Raising a disabled child has to be one of the most difficult struggles a person can ever face. But having a sibling who is disabled can be equally challenging and painful.
Growing up with a sister or brother with physical or mental issues can cause a lifetime of frustration, fear, guilt and anger. But with support of family and the community, the typical child can learn to cope and even thrive.
First off, parents need to “break the news” to the typical child at the right time and the right way — although, at a fairly young age, they will start to sense that their sibling is different than other kids. They need to know that there are thousands of kids in their situation and that it’s not the end of the world. Sometimes you come out a stronger and better person.
Regardless, there will be lots of disappointments and hurdles for the other children in the family. There will be embarrassments at public places or in front of friends when their sibling has a meltdown or acts inappropriately. There will be limitations on the things that the family can do and places they can go. There will be jealousy over why the other child gets more of mom and dad’s attention. At times they may be overcome with guilt, because they resent their sibling for putting a strain on the family. And they will envy other kids whose carefree childhoods aren’t overshadowed by living with a disabled family member.
And many times, the typical sibling will blurt out a typical child’s response: “It’s not fair.” But, with the proper guidance, they can learn that even though sometimes life really isn’t fair, we have to make the best of what life has given us.
My 10-year-old daughter Julie is considered moderately to severely autistic. Her twin sister Sarah began to struggle with this revelation when she was about 6-years-old.
Two years ago, they started attending the same school. Sarah was afraid of her sister being picked on, or even worse, that her sister would embarrass her in front of her friends. But sensitivity training at school has been helpful. Now that there are more and more special needs kids attending mainstream schools, some have created a program where a social worker speaks to each class about accepting and embracing these special schoolmates.
The most painful aspect of our situation is that most kids with autism don’t want any kind of relationship with other kids, which includes their own siblings. In a sense, the typical sibling often feels the loneliness of being an only child, even though they aren’t. No matter how hard you try to explain that it’s not personal, they can’t help but take it very personally. Sarah has come to me crying many times, saying, “Why doesn’t my own sister love me?” As a parent, all you can do is keep reminding your children that this disability prevents them from showing love in the usual fashion, but they do care in their own special way.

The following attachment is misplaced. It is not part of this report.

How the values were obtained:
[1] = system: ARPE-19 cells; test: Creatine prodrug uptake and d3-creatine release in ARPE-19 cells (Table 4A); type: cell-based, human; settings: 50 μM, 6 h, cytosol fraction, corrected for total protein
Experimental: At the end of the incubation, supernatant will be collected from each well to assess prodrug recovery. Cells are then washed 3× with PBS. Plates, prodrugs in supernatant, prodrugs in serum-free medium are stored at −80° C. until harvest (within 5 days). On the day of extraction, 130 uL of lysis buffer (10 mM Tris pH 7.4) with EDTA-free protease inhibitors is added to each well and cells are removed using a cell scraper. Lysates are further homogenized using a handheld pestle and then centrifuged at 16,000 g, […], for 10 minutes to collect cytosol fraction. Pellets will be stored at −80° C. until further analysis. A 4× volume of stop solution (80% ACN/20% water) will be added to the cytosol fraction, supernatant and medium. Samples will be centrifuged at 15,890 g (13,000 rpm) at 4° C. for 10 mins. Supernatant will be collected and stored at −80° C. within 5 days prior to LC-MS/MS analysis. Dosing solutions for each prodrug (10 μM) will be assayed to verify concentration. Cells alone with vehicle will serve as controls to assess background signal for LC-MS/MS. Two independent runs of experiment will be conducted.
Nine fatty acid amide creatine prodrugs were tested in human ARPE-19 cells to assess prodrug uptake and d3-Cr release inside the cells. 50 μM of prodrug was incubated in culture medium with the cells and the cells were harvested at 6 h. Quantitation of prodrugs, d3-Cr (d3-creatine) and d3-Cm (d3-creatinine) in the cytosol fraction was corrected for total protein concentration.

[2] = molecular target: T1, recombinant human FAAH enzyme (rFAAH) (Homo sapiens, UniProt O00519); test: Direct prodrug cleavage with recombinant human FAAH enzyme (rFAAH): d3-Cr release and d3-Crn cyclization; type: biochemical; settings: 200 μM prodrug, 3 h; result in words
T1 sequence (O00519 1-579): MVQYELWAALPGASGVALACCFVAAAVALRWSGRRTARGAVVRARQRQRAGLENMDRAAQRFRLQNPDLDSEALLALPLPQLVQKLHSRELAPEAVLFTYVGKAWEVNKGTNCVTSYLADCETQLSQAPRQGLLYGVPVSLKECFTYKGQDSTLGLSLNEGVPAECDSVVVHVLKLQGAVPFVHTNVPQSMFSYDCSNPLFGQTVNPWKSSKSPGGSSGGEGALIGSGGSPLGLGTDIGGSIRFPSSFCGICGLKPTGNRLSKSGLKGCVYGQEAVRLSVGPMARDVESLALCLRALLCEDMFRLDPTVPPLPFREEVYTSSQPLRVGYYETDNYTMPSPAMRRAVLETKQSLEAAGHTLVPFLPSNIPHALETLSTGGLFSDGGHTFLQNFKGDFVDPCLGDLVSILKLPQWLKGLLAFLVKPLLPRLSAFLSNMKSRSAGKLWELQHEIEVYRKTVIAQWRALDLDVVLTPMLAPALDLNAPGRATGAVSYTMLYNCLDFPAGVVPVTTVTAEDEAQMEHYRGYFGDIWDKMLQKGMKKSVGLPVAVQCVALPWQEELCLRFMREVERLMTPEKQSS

Whenever Sarah talks about all the things Julie can’t do, I try to cheer her up by talking about the things she can do — all the ways that Julie enriches our lives. A couple of years ago, when Sarah was feeling especially down, we had one of those talks. Suddenly, I came up with an idea. I bought her a book where she could write down all the positive things about her sister. Whenever Julie would do something funny or smart or helpful, Sarah would jot it down. We dubbed it “Julie’s Journal.” Now, whenever Sarah has a rough day with her sister, we break out the journal. As she thumbs through the pages, her mood brightens a bit. It’s a reminder that even though having a disabled sister is very difficult, these siblings can enhance our lives with wonderful little moments.
There are a few organizations that offer sibling support groups. But with so many disabled people in Nassau County and the rate of autism constantly on the rise, it would be helpful if there were more of these groups, in schools and in the community. No matter how many books your typical child reads on the subject, how many pep talks a parent gives or how many sessions they have with a therapist, there’s nothing like spending time with other kids who are in the same boat. That’s when they realize that they are not alone and some coping skills can begin to form.
Woodmere resident Allison Howe is an assistant editor of Able Newspaper, which covers the disabled community, and a mother of two children with disabilities.